Early humans knew about advertising and branding.
“There are lots of fish here.”
“The man with the big spear is a great hunter.”
“We are a very scary tribe and you should stay away or your head will also end up on a stick.”
(Of course, being the branding experts, they didn’t need so many words. They just stuck a head on a stick and let the target audience work it out for themselves. Cavemen, it turns out, were pretty good at figuring out the subtext in a message.)
There’s a lovely talk by Genevieve von Petzinger about a common graphic language used between 30,000 and 40,000 years ago.
This common graphic language pre-dates the alphabet.
It’s pre-pre-alphabet. Before the Sumerians and their cuneiform tablets and the early Chinese and their pictograms. She’s looked at a group of common symbols found in caves all over Europe. (And noted similarities in symbols across the globe.) The findings point, very clearly, to a bunch of geometric shapes having specific, culturally-recognised, agreed-upon meanings. Across the world. Before the internet!
These are symbols that go beyond circles and squares. A range of symbols with a certain level of complexity. Not just a picture of a bird having a universal meaning of, “bird”.
Genevieve hasn’t figured out what the symbols mean. But the prevalence and spread point to a universal understanding.
Let’s be clear, it’s not an alphabet.
She does point out that early writing and early alphabets didn’t come out of a vacuum. And, while Frau Von Petzinger doesn’t claim these symbols are the forerunners of modern alphabets, she makes the point the development of alphabets (around 5,000 years ago) evolved from stylised images.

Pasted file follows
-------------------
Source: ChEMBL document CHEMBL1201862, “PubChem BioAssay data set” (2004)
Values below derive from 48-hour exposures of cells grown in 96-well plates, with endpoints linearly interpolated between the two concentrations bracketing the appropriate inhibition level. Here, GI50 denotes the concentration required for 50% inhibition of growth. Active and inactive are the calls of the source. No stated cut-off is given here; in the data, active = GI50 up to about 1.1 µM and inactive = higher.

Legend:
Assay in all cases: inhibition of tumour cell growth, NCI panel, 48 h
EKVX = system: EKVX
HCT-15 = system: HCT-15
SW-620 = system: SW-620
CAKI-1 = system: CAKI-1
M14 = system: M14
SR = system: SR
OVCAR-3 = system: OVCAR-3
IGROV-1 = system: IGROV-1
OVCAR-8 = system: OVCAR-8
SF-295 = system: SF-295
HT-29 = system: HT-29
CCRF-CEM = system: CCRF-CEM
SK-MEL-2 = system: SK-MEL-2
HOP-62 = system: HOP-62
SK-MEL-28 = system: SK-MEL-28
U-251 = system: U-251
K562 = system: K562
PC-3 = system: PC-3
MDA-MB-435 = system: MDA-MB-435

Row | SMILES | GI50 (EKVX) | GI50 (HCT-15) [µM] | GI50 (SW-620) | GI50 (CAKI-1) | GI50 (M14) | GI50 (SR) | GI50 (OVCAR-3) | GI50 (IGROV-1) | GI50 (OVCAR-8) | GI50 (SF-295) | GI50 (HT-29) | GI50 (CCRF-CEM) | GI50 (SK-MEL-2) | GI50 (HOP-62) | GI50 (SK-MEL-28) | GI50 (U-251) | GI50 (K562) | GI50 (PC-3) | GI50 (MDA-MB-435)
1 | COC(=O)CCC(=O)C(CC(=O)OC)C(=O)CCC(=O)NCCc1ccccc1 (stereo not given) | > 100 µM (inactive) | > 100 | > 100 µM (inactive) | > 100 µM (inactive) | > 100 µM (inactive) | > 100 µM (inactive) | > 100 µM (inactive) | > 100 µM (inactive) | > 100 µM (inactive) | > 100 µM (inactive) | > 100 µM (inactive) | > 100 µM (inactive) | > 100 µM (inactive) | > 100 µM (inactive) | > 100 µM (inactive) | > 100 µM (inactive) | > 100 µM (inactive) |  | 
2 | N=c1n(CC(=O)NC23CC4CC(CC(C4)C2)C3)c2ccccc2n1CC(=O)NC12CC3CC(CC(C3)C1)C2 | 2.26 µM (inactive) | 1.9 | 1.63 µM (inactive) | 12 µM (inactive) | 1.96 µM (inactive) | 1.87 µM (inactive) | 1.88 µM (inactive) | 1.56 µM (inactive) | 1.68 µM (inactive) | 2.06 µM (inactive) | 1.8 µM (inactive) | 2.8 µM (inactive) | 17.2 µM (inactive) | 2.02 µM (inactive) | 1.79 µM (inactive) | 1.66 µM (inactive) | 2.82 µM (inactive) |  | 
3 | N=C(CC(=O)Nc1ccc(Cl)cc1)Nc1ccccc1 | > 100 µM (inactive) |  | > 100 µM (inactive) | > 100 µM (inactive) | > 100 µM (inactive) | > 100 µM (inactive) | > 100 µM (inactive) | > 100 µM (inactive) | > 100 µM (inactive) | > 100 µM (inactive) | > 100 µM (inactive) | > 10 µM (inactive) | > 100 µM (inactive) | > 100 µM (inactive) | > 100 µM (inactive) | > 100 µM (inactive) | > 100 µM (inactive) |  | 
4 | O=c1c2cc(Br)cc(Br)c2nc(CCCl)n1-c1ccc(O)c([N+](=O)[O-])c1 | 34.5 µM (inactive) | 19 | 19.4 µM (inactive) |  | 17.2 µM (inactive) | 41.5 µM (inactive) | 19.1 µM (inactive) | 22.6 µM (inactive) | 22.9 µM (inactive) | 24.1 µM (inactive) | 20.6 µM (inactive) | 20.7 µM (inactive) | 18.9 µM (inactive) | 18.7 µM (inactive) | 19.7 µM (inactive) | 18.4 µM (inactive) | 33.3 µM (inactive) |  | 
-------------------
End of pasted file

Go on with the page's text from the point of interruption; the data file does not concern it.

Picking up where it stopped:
Stylised images with specific, culturally-recognised, agreed-upon meanings.
If the Sumerians and the early Chinese and the Egyptians with their hieroglyphs didn’t create their alphabet or their language in a vacuum, why on god’s green earth do we feel the need to?
If Ice Age humans could see the need for assigning specific, culturally-recognised, agreed-upon meanings to symbols, why can’t we.
Why does the word “brand” seem to have a hundred different meanings.
None of them wrong. But none of them exactly the same.
I listened to someone outlining their theory on brands last week and it was like he was trying to describe string theory to babies.
It’s all about reputation and selling.
And, in today’s information overloaded world, that’s hard enough.
Why do we need to make it harder by trying to reinvent the alphabet every time we need to sell something?